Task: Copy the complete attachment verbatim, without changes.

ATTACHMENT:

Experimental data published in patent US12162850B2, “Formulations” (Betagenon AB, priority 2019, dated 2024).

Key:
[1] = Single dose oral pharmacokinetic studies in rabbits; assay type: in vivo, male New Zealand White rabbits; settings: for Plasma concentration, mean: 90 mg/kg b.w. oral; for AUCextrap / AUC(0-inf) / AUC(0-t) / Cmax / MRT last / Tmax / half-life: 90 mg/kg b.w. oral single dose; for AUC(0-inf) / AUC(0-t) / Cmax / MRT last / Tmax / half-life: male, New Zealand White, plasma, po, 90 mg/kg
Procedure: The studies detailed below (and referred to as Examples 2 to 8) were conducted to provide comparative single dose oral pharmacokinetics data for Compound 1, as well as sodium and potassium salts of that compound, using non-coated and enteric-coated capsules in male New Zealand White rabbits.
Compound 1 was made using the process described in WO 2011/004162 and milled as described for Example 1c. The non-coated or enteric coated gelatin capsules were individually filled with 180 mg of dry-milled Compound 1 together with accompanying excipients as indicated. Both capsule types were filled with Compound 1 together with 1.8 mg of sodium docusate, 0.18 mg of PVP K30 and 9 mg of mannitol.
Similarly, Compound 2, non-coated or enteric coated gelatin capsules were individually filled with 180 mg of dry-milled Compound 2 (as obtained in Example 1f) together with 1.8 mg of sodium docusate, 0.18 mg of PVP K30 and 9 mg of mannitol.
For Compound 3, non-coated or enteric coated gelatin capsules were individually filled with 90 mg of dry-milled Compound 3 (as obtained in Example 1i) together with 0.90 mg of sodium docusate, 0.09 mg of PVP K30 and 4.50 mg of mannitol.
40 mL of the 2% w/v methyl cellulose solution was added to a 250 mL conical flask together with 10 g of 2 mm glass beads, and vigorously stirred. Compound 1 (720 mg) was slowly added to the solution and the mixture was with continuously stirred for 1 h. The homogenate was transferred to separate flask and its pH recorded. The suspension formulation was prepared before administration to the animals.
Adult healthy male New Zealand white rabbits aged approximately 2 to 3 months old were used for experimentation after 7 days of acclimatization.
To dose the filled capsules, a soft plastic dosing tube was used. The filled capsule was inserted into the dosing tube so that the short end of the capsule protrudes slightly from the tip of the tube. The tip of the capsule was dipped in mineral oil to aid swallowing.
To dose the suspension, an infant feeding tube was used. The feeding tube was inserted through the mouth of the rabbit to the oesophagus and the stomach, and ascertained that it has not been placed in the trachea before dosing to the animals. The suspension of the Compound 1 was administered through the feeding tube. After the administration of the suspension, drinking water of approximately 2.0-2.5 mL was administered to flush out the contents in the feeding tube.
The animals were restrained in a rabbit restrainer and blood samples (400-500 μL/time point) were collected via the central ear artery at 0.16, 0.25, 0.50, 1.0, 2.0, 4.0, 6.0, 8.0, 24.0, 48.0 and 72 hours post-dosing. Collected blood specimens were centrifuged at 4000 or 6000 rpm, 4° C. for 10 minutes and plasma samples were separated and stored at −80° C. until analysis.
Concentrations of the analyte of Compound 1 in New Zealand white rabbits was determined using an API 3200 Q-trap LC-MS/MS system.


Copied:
Experimental data published in patent US12162850B2, “Formulations” (Betagenon AB, priority 2019, dated 2024).

Key:
[1] = Single dose oral pharmacokinetic studies in rabbits; assay type: in vivo, male New Zealand White rabbits; settings: for Plasma concentration, mean: 90 mg/kg b.w. oral; for AUCextrap / AUC(0-inf) / AUC(0-t) / Cmax / MRT last / Tmax / half-life: 90 mg/kg b.w. oral single dose; for AUC(0-inf) / AUC(0-t) / Cmax / MRT last / Tmax / half-life: male, New Zealand White, plasma, po, 90 mg/kg
Procedure: The studies detailed below (and referred to as Examples 2 to 8) were conducted to provide comparative single dose oral pharmacokinetics data for Compound 1, as well as sodium and potassium salts of that compound, using non-coated and enteric-coated capsules in male New Zealand White rabbits.
Compound 1 was made using the process described in WO 2011/004162 and milled as described for Example 1c. The non-coated or enteric coated gelatin capsules were individually filled with 180 mg of dry-milled Compound 1 together with accompanying excipients as indicated. Both capsule types were filled with Compound 1 together with 1.8 mg of sodium docusate, 0.18 mg of PVP K30 and 9 mg of mannitol.
Similarly, Compound 2, non-coated or enteric coated gelatin capsules were individually filled with 180 mg of dry-milled Compound 2 (as obtained in Example 1f) together with 1.8 mg of sodium docusate, 0.18 mg of PVP K30 and 9 mg of mannitol.
For Compound 3, non-coated or enteric coated gelatin capsules were individually filled with 90 mg of dry-milled Compound 3 (as obtained in Example 1i) together with 0.90 mg of sodium docusate, 0.09 mg of PVP K30 and 4.50 mg of mannitol.
40 mL of the 2% w/v methyl cellulose solution was added to a 250 mL conical flask together with 10 g of 2 mm glass beads, and vigorously stirred. Compound 1 (720 mg) was slowly added to the solution and the mixture was with continuously stirred for 1 h. The homogenate was transferred to separate flask and its pH recorded. The suspension formulation was prepared before administration to the animals.
Adult healthy male New Zealand white rabbits aged approximately 2 to 3 months old were used for experimentation after 7 days of acclimatization.
To dose the filled capsules, a soft plastic dosing tube was used. The filled capsule was inserted into the dosing tube so that the short end of the capsule protrudes slightly from the tip of the tube. The tip of the capsule was dipped in mineral oil to aid swallowing.
To dose the suspension, an infant feeding tube was used. The feeding tube was inserted through the mouth of the rabbit to the oesophagus and the stomach, and ascertained that it has not been placed in the trachea before dosing to the animals. The suspension of the Compound 1 was administered through the feeding tube. After the administration of the suspension, drinking water of approximately 2.0-2.5 mL was administered to flush out the contents in the feeding tube.
The animals were restrained in a rabbit restrainer and blood samples (400-500 μL/time point) were collected via the central ear artery at 0.16, 0.25, 0.50, 1.0, 2.0, 4.0, 6.0, 8.0, 24.0, 48.0 and 72 hours post-dosing. Collected blood specimens were centrifuged at 4000 or 6000 rpm, 4° C. for 10 minutes and plasma samples were separated and stored at −80° C. until analysis.
Concentrations of the analyte of Compound 1 in New Zealand white rabbits was determined using an API 3200 Q-trap LC-MS/MS system.